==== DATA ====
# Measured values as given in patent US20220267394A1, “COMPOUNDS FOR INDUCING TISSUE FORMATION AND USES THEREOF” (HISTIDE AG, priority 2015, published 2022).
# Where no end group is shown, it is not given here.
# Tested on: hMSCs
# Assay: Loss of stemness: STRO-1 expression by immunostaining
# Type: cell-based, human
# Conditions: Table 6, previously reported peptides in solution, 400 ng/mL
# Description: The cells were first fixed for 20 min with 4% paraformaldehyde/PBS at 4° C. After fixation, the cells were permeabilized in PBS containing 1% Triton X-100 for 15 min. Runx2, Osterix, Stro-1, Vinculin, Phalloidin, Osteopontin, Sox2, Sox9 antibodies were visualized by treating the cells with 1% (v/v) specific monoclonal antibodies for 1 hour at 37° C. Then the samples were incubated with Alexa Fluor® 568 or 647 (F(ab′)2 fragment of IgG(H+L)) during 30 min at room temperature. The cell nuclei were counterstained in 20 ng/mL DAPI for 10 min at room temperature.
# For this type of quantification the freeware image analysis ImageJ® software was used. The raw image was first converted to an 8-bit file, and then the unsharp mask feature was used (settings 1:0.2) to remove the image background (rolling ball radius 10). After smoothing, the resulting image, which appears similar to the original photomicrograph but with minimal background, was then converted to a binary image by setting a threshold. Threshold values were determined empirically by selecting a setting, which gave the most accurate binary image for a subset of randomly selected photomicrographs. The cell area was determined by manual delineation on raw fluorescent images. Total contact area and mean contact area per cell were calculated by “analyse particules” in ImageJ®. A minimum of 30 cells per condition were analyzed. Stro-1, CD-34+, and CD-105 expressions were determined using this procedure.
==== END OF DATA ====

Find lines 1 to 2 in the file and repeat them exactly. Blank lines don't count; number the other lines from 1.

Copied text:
# Measured values as given in patent US20220267394A1, “COMPOUNDS FOR INDUCING TISSUE FORMATION AND USES THEREOF” (HISTIDE AG, priority 2015, published 2022).
# Where no end group is shown, it is not given here.